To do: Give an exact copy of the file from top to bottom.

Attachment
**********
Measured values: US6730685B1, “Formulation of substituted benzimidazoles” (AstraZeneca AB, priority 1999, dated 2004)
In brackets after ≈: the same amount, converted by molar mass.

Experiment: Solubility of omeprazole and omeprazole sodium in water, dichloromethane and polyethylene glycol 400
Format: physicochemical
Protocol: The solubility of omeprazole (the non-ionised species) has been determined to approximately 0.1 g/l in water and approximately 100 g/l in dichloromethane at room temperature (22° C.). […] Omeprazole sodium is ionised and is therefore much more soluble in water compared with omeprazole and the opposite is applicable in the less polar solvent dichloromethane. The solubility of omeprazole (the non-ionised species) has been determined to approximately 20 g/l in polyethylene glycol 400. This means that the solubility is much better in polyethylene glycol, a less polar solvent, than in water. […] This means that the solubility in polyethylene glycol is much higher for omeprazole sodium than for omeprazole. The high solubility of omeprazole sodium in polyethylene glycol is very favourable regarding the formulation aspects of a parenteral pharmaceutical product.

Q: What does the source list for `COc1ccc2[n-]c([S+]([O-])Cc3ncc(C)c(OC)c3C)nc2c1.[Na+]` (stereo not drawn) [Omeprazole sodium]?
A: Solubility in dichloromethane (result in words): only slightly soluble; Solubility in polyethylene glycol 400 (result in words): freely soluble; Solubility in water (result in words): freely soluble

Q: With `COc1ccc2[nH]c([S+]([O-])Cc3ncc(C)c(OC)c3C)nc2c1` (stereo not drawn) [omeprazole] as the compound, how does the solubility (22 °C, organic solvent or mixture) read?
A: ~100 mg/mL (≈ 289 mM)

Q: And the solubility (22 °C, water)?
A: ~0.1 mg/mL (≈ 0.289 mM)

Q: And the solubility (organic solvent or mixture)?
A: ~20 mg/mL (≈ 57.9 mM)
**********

Measured values: US6730685B1, “Formulation of substituted benzimidazoles” (AstraZeneca AB, priority 1999, dated 2004)
In brackets after ≈: the same amount, converted by molar mass.

Experiment: Solubility of omeprazole and omeprazole sodium in water, dichloromethane and polyethylene glycol 400
Format: physicochemical
Protocol: The solubility of omeprazole (the non-ionised species) has been determined to approximately 0.1 g/l in water and approximately 100 g/l in dichloromethane at room temperature (22° C.). […] Omeprazole sodium is ionised and is therefore much more soluble in water compared with omeprazole and the opposite is applicable in the less polar solvent dichloromethane. The solubility of omeprazole (the non-ionised species) has been determined to approximately 20 g/l in polyethylene glycol 400. This means that the solubility is much better in polyethylene glycol, a less polar solvent, than in water. […] This means that the solubility in polyethylene glycol is much higher for omeprazole sodium than for omeprazole. The high solubility of omeprazole sodium in polyethylene glycol is very favourable regarding the formulation aspects of a parenteral pharmaceutical product.

Q: What does the source list for `COc1ccc2[n-]c([S+]([O-])Cc3ncc(C)c(OC)c3C)nc2c1.[Na+]` (stereo not drawn) [Omeprazole sodium]?
A: Solubility in dichloromethane (result in words): only slightly soluble; Solubility in polyethylene glycol 400 (result in words): freely soluble; Solubility in water (result in words): freely soluble

Q: With `COc1ccc2[nH]c([S+]([O-])Cc3ncc(C)c(OC)c3C)nc2c1` (stereo not drawn) [omeprazole] as the compound, how does the solubility (22 °C, organic solvent or mixture) read?
A: ~100 mg/mL (≈ 289 mM)

Q: And the solubility (22 °C, water)?
A: ~0.1 mg/mL (≈ 0.289 mM)

Q: And the solubility (organic solvent or mixture)?
A: ~20 mg/mL (≈ 57.9 mM)